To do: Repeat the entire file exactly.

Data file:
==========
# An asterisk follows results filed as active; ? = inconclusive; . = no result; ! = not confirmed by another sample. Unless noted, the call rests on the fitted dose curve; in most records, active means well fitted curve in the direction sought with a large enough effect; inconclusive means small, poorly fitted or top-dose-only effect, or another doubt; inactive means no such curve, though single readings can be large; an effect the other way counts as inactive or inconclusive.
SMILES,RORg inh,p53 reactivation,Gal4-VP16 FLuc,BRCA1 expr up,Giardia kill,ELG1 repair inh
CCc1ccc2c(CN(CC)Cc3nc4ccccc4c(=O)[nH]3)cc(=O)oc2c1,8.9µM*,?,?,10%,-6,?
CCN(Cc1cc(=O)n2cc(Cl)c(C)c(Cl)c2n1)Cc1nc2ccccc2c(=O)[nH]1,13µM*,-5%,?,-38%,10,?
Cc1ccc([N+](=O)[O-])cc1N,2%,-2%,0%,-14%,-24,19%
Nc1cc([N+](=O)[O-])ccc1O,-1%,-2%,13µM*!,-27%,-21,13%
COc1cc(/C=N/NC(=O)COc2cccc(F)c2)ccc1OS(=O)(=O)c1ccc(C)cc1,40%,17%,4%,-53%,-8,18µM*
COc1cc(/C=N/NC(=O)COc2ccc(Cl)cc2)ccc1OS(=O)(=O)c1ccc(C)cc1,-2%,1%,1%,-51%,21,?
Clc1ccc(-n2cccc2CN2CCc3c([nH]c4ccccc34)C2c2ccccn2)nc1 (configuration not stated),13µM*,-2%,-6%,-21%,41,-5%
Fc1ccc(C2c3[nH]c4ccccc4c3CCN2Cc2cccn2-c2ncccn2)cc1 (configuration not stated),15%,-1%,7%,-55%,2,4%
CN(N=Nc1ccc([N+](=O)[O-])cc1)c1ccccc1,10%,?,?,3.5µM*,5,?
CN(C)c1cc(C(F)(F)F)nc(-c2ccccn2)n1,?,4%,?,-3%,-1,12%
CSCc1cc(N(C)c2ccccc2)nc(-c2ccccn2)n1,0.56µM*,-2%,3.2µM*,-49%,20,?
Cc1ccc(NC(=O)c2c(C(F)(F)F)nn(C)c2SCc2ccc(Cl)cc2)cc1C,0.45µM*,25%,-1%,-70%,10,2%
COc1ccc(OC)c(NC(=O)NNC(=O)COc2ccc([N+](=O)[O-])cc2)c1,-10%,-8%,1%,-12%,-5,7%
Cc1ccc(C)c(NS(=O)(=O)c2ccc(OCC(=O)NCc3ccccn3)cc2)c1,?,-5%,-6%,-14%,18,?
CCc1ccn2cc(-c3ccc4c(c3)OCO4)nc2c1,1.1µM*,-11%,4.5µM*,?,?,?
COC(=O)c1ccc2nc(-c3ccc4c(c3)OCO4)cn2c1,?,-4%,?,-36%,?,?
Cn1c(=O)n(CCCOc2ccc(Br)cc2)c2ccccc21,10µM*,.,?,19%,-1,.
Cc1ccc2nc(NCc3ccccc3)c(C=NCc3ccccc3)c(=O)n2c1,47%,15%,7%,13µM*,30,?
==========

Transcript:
# An asterisk follows results filed as active; ? = inconclusive; . = no result; ! = not confirmed by another sample. Unless noted, the call rests on the fitted dose curve; in most records, active means well fitted curve in the direction sought with a large enough effect; inconclusive means small, poorly fitted or top-dose-only effect, or another doubt; inactive means no such curve, though single readings can be large; an effect the other way counts as inactive or inconclusive.
SMILES,RORg inh,p53 reactivation,Gal4-VP16 FLuc,BRCA1 expr up,Giardia kill,ELG1 repair inh
CCc1ccc2c(CN(CC)Cc3nc4ccccc4c(=O)[nH]3)cc(=O)oc2c1,8.9µM*,?,?,10%,-6,?
CCN(Cc1cc(=O)n2cc(Cl)c(C)c(Cl)c2n1)Cc1nc2ccccc2c(=O)[nH]1,13µM*,-5%,?,-38%,10,?
Cc1ccc([N+](=O)[O-])cc1N,2%,-2%,0%,-14%,-24,19%
Nc1cc([N+](=O)[O-])ccc1O,-1%,-2%,13µM*!,-27%,-21,13%
COc1cc(/C=N/NC(=O)COc2cccc(F)c2)ccc1OS(=O)(=O)c1ccc(C)cc1,40%,17%,4%,-53%,-8,18µM*
COc1cc(/C=N/NC(=O)COc2ccc(Cl)cc2)ccc1OS(=O)(=O)c1ccc(C)cc1,-2%,1%,1%,-51%,21,?
Clc1ccc(-n2cccc2CN2CCc3c([nH]c4ccccc34)C2c2ccccn2)nc1 (configuration not stated),13µM*,-2%,-6%,-21%,41,-5%
Fc1ccc(C2c3[nH]c4ccccc4c3CCN2Cc2cccn2-c2ncccn2)cc1 (configuration not stated),15%,-1%,7%,-55%,2,4%
CN(N=Nc1ccc([N+](=O)[O-])cc1)c1ccccc1,10%,?,?,3.5µM*,5,?
CN(C)c1cc(C(F)(F)F)nc(-c2ccccn2)n1,?,4%,?,-3%,-1,12%
CSCc1cc(N(C)c2ccccc2)nc(-c2ccccn2)n1,0.56µM*,-2%,3.2µM*,-49%,20,?
Cc1ccc(NC(=O)c2c(C(F)(F)F)nn(C)c2SCc2ccc(Cl)cc2)cc1C,0.45µM*,25%,-1%,-70%,10,2%
COc1ccc(OC)c(NC(=O)NNC(=O)COc2ccc([N+](=O)[O-])cc2)c1,-10%,-8%,1%,-12%,-5,7%
Cc1ccc(C)c(NS(=O)(=O)c2ccc(OCC(=O)NCc3ccccn3)cc2)c1,?,-5%,-6%,-14%,18,?
CCc1ccn2cc(-c3ccc4c(c3)OCO4)nc2c1,1.1µM*,-11%,4.5µM*,?,?,?
COC(=O)c1ccc2nc(-c3ccc4c(c3)OCO4)cn2c1,?,-4%,?,-36%,?,?
Cn1c(=O)n(CCCOc2ccc(Br)cc2)c2ccccc21,10µM*,.,?,19%,-1,.
Cc1ccc2nc(NCc3ccccc3)c(C=NCc3ccccc3)c(=O)n2c1,47%,15%,7%,13µM*,30,?